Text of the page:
My friend Aby and I were hanging out and around 10pm, we had the lovely idea of trying to make Hokkaido Milk Bread!
…While it turned out fabulous, we were dying. You know bread… Proofing, kneading, caring for it, baking, swaddling, watching it grow, sending it off to college, with tears in your eyes– Okay, yeah, I exaggerated a bit. But you get the point.
3AM, and we finally made the pretty little loaf. Unfortunately, it would have been a lot cuter and fluffier if we nurtured it longer, but our patience was wearing thin and the clock kept ticking. With that being said, I have one piece of advice: don’t start making bread at 10pm, especially if you worked a full day… Unless you really want to. >.<
What you see up above is tangzhong, which is a technique a lot of Asian bread bakers use in order to make the bread softer. It’s achieved by making a roux out of the bread flour and water to form a paste-like goo out of it, which is what you’re doing in this recipe! 😀
When you make the bread, it’s always good to make a little well in the flour, as shown here. One thing Aby told me while we were making the dough was to add the yeast last… And I kinda already put the yeast in there. Whoops.
Kneading the dough can take some time, and you have to make sure that you don’t overknead! 🙁 The best texture is that it bounces back when you poke it, but also maintains that caverned shape when you poked it. It should also feel somewhat like an ear.
This Hokkaido Milk Bread pic, above, is a guideline for those who need a visual on how the loaf should look like. When you split it in 4 pieces, you’re going to end up flattening it just a little, then rolling it up like a cinnamon roll. Remember to put an egg wash on these babies before popping them in the oven!
- 6 T water (for tangzhong)
- 2 T bread flour (for tangzhong)
- 2¾ c bread flour
- 1½ tsp active dry yeast
- ⅓ c whole milk
- ¼ c heavy whipping cream
- 2 T sweetened condensed milk
- 2 eggs
- 2 T butter, softened
- 1 tsp salt
- TO MAKE TANGZHONG: Whisk the 6 T of water and 2 T of bread flour together until smooth. In a small saucepan, put this mix over medium-low heat, stirring constantly, until it thickens to a paste-like substance. Set aside and cool to room temp.
- Microwave whole milk for 10-15 seconds, just until the milk is lukewarm to the touch. Add in active dry yeast, stir, and let sit.
- Sift dry ingredients (rest of bread flour, sugar, and salt) together in a large mixing bowl.
- In a separate bowl, mix all wet ingredients (tangzhong, whipping cream, condensed milk). Add in one egg and stir until everything is fully incorporated.
- Make a well in the dry ingredients and add in wet ingredients. Stir with a wooden or plastic spoon. Mix together slightly, then add in yeast mixture. Keep stirring with spoon until it forms a loose dough, then start kneading with your hands for 4-5 min, or until it forms a semi-smooth ball that sticks a little to your hands.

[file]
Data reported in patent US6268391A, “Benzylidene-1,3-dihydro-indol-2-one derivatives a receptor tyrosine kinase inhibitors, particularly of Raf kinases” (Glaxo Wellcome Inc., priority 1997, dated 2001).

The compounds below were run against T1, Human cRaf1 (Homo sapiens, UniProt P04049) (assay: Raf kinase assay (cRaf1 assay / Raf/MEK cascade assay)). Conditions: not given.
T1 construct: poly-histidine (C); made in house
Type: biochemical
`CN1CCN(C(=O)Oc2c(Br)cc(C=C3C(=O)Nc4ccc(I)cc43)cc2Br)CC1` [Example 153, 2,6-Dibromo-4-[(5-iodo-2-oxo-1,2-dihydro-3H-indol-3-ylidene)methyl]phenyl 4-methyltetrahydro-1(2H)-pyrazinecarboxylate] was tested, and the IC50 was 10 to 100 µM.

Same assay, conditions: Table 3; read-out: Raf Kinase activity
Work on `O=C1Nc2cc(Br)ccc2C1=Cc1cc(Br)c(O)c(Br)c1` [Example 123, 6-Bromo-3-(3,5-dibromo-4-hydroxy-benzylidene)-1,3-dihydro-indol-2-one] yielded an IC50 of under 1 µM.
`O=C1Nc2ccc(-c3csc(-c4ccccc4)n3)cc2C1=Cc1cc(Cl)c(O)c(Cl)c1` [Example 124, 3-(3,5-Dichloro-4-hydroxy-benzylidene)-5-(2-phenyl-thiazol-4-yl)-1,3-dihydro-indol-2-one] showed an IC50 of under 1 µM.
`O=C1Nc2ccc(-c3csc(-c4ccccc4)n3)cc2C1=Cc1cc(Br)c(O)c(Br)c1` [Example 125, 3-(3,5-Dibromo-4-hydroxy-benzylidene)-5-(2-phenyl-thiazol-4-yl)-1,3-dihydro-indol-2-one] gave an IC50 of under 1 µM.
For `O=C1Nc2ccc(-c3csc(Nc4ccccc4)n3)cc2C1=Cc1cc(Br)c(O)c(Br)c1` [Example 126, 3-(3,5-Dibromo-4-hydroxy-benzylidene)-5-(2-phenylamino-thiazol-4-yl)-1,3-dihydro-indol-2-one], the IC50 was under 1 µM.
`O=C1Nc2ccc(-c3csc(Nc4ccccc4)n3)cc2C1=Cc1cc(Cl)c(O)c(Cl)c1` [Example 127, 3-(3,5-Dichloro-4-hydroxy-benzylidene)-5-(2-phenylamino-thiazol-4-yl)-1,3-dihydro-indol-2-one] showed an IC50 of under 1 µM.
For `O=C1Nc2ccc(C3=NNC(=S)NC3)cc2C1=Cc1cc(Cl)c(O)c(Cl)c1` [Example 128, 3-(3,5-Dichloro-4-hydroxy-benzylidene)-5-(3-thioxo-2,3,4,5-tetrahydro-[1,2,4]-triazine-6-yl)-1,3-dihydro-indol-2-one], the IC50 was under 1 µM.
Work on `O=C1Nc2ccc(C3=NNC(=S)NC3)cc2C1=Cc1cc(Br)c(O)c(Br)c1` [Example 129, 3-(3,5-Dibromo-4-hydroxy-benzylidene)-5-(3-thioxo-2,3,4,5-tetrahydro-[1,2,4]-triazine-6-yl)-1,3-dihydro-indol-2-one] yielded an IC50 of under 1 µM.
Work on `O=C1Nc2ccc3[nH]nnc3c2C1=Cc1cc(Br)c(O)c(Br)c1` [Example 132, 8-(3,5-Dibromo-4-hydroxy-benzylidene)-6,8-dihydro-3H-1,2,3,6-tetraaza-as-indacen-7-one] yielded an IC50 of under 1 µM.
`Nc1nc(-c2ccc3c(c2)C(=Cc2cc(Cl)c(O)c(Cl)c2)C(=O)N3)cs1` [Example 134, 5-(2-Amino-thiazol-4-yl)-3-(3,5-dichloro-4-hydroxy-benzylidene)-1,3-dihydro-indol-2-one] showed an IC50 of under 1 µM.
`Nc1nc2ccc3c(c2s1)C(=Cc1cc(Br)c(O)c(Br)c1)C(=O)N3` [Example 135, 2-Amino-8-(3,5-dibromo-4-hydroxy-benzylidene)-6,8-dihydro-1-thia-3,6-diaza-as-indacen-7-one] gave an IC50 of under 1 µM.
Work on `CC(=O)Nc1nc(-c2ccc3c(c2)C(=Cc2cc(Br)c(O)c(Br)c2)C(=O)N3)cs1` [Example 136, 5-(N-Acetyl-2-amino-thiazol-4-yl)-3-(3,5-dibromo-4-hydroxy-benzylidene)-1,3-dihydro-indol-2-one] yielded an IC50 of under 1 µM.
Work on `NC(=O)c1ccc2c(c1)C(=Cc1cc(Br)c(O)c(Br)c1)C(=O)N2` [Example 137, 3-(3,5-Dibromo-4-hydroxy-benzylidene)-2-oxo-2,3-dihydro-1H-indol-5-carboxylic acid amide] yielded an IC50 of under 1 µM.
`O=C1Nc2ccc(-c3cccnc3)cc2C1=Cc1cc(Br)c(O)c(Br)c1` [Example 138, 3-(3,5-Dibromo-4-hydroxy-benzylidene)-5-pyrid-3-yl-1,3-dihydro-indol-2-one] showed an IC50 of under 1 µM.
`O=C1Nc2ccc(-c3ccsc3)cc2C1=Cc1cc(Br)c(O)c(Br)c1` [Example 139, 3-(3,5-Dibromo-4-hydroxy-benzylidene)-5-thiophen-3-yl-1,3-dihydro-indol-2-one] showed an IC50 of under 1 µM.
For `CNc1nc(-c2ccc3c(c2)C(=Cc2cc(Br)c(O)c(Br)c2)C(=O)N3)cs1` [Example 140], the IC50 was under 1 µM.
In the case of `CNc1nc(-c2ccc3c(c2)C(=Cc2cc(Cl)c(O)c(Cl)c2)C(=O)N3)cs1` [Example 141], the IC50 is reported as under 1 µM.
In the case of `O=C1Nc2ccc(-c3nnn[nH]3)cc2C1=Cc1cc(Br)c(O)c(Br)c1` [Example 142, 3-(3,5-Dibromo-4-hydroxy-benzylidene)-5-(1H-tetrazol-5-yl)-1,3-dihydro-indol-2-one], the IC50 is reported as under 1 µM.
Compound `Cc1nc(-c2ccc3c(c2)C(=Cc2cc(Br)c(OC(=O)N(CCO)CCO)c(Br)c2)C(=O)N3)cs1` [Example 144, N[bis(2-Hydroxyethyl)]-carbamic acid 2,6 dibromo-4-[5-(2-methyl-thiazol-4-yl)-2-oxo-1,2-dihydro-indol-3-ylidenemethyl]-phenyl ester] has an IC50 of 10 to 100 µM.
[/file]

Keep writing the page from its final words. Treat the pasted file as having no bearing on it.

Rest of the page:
- Add 1 T of butter to the dough, kneading it through completely. Add other tablespoon once the first one is fully incorporated. This should make the dough elastic and pliable.
- Knead the dough until it becomes smooth and elastic, another 4-5 minutes.
- Oil a separate bowl and place the dough inside. Cover with a terrycloth or plastic wrap and let proof for 2 hours (alternatively, you can let it proof overnight-- just pop it in the fridge).
- Once the dough has doubled in size, lightly flour a work surface and turn the dough out on it. Punch down. Roll into a cylinder, then cut into 4 equal sized pieces.
- Roll out each piece a little bit until it forms a little cylinder of its own, and then roll up one end to the other, like you would a cinnamon roll. Do this to all the pieces, and set aside.
- In a 9x4 loaf pan, oil the pan and deposit all 4 pieces inside. Set aside and let proof for 1 hour.
- minutes into letting your loaf proof, preheat the oven to 350 F.
- MAKE EGGWASH: Take the remaining egg, plus a splash of either whole milk or water, and whisk until the liquid and egg have mixed together. Set aside for later.
- Once the two hours are over, or once the dough is ready (which you can test by poking it; if it springs back instantly but still has an indent, it's ready) spread eggwash on the top of the loaf.
- Bake loaf in oven for 30 min, or until the top has browned and, when tapped, resonates a hollow sound.
- Take loaf out of oven and let cool for 1 hour. Then, enjoy!
What is your favorite type of bread? Do you buy or it do you make it (or both)? Comment below! 🙂